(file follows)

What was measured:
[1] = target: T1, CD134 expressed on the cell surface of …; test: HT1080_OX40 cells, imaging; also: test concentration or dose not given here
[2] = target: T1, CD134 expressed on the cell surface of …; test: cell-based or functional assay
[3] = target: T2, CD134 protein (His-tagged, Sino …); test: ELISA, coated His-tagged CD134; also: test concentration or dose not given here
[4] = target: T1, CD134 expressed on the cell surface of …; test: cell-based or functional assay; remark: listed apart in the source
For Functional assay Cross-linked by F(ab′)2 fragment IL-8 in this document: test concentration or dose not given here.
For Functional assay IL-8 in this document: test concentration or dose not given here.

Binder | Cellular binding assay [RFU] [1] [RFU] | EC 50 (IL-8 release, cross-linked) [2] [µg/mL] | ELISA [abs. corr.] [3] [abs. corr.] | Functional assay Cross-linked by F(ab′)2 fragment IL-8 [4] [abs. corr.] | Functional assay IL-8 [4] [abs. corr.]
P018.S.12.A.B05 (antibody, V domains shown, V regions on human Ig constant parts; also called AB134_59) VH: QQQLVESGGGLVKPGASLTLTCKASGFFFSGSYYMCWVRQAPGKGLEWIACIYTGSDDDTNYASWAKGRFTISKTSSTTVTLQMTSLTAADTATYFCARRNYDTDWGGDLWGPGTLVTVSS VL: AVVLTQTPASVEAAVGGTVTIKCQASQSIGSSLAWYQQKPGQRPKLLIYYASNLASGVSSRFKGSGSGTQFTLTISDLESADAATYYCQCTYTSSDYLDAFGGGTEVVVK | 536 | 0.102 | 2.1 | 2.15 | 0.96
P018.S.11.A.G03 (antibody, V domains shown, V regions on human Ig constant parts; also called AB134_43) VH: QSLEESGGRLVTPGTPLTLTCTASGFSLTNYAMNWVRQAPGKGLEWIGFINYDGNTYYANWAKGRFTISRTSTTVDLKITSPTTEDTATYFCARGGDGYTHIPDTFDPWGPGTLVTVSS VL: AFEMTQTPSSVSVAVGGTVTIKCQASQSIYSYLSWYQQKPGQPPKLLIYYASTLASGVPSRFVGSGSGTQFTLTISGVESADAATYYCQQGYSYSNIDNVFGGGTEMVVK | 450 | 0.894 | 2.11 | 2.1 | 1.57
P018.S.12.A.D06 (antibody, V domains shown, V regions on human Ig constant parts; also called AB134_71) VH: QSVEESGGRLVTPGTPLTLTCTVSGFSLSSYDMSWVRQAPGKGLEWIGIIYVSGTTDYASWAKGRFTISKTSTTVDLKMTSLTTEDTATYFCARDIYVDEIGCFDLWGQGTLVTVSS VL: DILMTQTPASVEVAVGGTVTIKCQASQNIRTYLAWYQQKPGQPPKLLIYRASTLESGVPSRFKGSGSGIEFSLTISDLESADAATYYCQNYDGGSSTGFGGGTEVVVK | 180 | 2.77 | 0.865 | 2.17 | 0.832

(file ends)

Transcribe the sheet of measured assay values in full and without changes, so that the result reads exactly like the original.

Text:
What was measured:
[1] = target: T1, CD134 expressed on the cell surface of …; test: HT1080_OX40 cells, imaging; also: test concentration or dose not given here
[2] = target: T1, CD134 expressed on the cell surface of …; test: cell-based or functional assay
[3] = target: T2, CD134 protein (His-tagged, Sino …); test: ELISA, coated His-tagged CD134; also: test concentration or dose not given here
[4] = target: T1, CD134 expressed on the cell surface of …; test: cell-based or functional assay; remark: listed apart in the source
For Functional assay Cross-linked by F(ab′)2 fragment IL-8 in this document: test concentration or dose not given here.
For Functional assay IL-8 in this document: test concentration or dose not given here.

Binder | Cellular binding assay [RFU] [1] [RFU] | EC 50 (IL-8 release, cross-linked) [2] [µg/mL] | ELISA [abs. corr.] [3] [abs. corr.] | Functional assay Cross-linked by F(ab′)2 fragment IL-8 [4] [abs. corr.] | Functional assay IL-8 [4] [abs. corr.]
P018.S.12.A.B05 (antibody, V domains shown, V regions on human Ig constant parts; also called AB134_59) VH: QQQLVESGGGLVKPGASLTLTCKASGFFFSGSYYMCWVRQAPGKGLEWIACIYTGSDDDTNYASWAKGRFTISKTSSTTVTLQMTSLTAADTATYFCARRNYDTDWGGDLWGPGTLVTVSS VL: AVVLTQTPASVEAAVGGTVTIKCQASQSIGSSLAWYQQKPGQRPKLLIYYASNLASGVSSRFKGSGSGTQFTLTISDLESADAATYYCQCTYTSSDYLDAFGGGTEVVVK | 536 | 0.102 | 2.1 | 2.15 | 0.96
P018.S.11.A.G03 (antibody, V domains shown, V regions on human Ig constant parts; also called AB134_43) VH: QSLEESGGRLVTPGTPLTLTCTASGFSLTNYAMNWVRQAPGKGLEWIGFINYDGNTYYANWAKGRFTISRTSTTVDLKITSPTTEDTATYFCARGGDGYTHIPDTFDPWGPGTLVTVSS VL: AFEMTQTPSSVSVAVGGTVTIKCQASQSIYSYLSWYQQKPGQPPKLLIYYASTLASGVPSRFVGSGSGTQFTLTISGVESADAATYYCQQGYSYSNIDNVFGGGTEMVVK | 450 | 0.894 | 2.11 | 2.1 | 1.57
P018.S.12.A.D06 (antibody, V domains shown, V regions on human Ig constant parts; also called AB134_71) VH: QSVEESGGRLVTPGTPLTLTCTVSGFSLSSYDMSWVRQAPGKGLEWIGIIYVSGTTDYASWAKGRFTISKTSTTVDLKMTSLTTEDTATYFCARDIYVDEIGCFDLWGQGTLVTVSS VL: DILMTQTPASVEVAVGGTVTIKCQASQNIRTYLAWYQQKPGQPPKLLIYRASTLESGVPSRFKGSGSGIEFSLTISDLESADAATYYCQNYDGGSSTGFGGGTEVVVK | 180 | 2.77 | 0.865 | 2.17 | 0.832